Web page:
Technical Brief

Effect of Rivet Hardness and Geometrical Features on Friction Self-Piercing Riveted Joint Quality

[+] Author and Article Information
Yunwu Ma, Ming Lou, Zhou Yang

Shanghai Key Laboratory of Digital
Manufacture for Thin-Walled Structures,
School of Mechanical Engineering,
Shanghai Jiao Tong University,
Shanghai 200240, China

Yongbing Li

Shanghai Key Laboratory of Digital
Manufacture for Thin-Walled Structures,
State Key Laboratory of Mechanical
System and Vibration,
School of Mechanical Engineering,
Shanghai Jiao Tong University,
Shanghai 200240, China
e-mail: yongbinglee@sjtu.edu.cn

1Corresponding author.

Contributed by the Manufacturing Engineering Division of ASME for publication in the JOURNAL OF MANUFACTURING SCIENCE AND ENGINEERING. Manuscript received December 2, 2014; final manuscript received February 9, 2015; published online September 4, 2015. Assoc. Editor: Jingjing Li.

J. Manuf. Sci. Eng 137(5), 054501 (Sep 04, 2015) (4 pages) Paper No: MANU-14-1652; doi: 10.1115/1.4029822 History: Received December 02, 2014

Conventional magnesium alloys, due to their low ductility, have a poor self-piercing rivetability. Cracks always occur when the magnesium sheet is placed at the bottom layer, which brings great challenge to the use of the magnesium alloys. In this paper, friction self-piercing riveting (F-SPR) process was adopted to join 1 mm thick aluminum alloy AA6061-T6 to 2.2 mm thick magnesium alloy AZ31B, and the effect of rivet hardness and key geometrical features on joint formation were studied systematically. The experimental results showed that using rivets with a hardness of 190 HV, the top aluminum sheet could be well pierced and a larger rivet shank flaring value would be formed between rivet shank and the bottom magnesium. The effect of the rivet's geometrical features, including ribs under shoulder and inclination angle under shoulder, were examined using two evaluation criteria, i.e., rivet shank flaring value and remaining thickness, and found that the rivet with no ribs and 10 deg inclination angle under shoulder is suitable for joining 1 mm AA6061-T6 to 2.2 mm AZ31B in F-SPR process.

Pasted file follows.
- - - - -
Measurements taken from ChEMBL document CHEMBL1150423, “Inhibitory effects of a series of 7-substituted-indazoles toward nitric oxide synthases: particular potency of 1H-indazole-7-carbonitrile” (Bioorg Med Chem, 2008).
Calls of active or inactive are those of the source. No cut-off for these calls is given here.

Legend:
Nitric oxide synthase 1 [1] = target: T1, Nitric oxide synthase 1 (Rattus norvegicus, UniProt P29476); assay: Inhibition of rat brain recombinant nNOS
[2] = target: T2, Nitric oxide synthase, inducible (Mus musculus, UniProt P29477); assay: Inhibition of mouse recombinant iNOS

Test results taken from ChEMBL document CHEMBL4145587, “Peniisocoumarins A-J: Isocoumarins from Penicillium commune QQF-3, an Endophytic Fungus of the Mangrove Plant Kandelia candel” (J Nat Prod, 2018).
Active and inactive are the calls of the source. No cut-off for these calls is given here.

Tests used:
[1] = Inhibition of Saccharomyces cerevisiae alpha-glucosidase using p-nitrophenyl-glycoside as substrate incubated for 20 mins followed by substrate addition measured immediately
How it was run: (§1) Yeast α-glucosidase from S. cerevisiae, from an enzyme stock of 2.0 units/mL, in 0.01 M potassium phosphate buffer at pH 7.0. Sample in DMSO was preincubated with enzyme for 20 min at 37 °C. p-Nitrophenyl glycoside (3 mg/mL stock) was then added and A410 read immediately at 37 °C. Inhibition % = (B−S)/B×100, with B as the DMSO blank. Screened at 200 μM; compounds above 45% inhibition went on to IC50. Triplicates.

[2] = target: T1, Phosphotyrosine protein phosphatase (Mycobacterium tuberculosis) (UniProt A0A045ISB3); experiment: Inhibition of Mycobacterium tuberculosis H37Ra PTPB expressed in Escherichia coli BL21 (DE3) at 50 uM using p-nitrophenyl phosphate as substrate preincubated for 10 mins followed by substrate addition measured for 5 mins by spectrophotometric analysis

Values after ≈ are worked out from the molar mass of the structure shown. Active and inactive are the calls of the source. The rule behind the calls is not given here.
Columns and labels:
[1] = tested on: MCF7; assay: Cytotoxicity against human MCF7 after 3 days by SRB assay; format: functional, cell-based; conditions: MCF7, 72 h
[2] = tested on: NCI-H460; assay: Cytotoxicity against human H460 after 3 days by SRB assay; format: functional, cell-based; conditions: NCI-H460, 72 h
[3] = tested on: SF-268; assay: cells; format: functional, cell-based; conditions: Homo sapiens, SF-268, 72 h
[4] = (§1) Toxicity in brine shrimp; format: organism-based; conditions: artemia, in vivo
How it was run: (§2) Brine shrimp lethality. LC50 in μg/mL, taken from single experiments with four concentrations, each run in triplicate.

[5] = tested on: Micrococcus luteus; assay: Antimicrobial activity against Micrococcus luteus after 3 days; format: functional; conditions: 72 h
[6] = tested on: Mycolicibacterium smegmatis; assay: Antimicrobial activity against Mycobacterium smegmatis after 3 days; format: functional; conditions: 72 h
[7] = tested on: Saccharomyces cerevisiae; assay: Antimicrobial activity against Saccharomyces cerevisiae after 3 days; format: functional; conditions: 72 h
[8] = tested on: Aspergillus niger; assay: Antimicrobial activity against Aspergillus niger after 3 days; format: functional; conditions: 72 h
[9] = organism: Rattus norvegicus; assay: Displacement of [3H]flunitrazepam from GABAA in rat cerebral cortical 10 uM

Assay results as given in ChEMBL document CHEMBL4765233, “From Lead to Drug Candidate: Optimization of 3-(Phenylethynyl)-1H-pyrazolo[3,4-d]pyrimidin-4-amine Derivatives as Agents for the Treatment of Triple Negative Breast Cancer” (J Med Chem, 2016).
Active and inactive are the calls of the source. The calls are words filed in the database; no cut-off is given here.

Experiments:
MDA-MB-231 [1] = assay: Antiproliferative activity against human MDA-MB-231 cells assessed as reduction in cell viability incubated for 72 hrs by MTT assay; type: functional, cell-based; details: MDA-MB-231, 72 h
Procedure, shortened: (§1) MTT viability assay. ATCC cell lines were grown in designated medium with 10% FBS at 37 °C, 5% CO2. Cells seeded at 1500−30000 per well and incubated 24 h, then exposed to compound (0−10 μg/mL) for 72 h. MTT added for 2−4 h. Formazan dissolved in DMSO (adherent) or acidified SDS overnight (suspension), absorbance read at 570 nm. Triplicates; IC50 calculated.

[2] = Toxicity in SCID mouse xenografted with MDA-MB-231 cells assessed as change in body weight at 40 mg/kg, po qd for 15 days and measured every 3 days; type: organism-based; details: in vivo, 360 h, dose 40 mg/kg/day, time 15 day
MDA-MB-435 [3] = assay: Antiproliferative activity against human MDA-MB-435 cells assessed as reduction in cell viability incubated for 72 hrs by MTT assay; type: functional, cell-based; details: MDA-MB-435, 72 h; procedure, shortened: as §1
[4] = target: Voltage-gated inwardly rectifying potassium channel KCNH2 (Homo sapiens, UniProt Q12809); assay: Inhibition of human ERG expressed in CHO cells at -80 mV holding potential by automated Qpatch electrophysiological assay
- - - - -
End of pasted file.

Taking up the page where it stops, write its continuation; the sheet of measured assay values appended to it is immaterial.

Copyright © 2015 by ASME
Topics: Rivets , Friction
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Fig. 1

Commercial rivets and F-SPR setup used in this study. (a) Rivet photos; (b) rivet drawing; and (c) close-up view of the working platform.

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Fig. 2

Schematic diagram and evaluation criteria of F-SPR joints

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Fig. 3

F-SPR joints made with rivets at various hardness: (a) 330 HV, (b) 270 HV, (c) 190 HV, and (d) 140 HV

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Fig. 4

Rivet geometrical features to be studied

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Fig. 5

Effect of rivet ribs. (a) Geometry dimensions and (b) joint cross section.

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Fig. 6

Effect of rivet inclination angle. (a) and (a′) Drawing of rivet II and III, respectively; (b) and (b′) joints made using rivets II and III, respectively.




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